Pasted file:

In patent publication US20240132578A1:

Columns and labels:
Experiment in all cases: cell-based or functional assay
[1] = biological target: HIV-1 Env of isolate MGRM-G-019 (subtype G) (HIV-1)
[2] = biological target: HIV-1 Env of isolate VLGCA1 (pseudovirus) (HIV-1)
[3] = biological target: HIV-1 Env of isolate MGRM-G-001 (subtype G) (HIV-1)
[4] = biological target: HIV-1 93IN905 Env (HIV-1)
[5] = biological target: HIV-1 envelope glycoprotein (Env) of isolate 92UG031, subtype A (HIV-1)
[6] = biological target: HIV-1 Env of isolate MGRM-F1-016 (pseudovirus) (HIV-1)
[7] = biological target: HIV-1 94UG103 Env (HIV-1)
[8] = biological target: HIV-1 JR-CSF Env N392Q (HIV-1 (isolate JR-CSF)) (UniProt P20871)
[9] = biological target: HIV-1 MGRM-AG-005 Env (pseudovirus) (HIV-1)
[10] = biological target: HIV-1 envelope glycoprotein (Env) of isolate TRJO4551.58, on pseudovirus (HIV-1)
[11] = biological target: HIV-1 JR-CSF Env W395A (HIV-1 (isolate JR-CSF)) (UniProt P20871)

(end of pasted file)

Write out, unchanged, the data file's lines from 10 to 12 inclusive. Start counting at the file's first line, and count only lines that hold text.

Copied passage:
[7] = biological target: HIV-1 94UG103 Env (HIV-1)
[8] = biological target: HIV-1 JR-CSF Env N392Q (HIV-1 (isolate JR-CSF)) (UniProt P20871)
[9] = biological target: HIV-1 MGRM-AG-005 Env (pseudovirus) (HIV-1)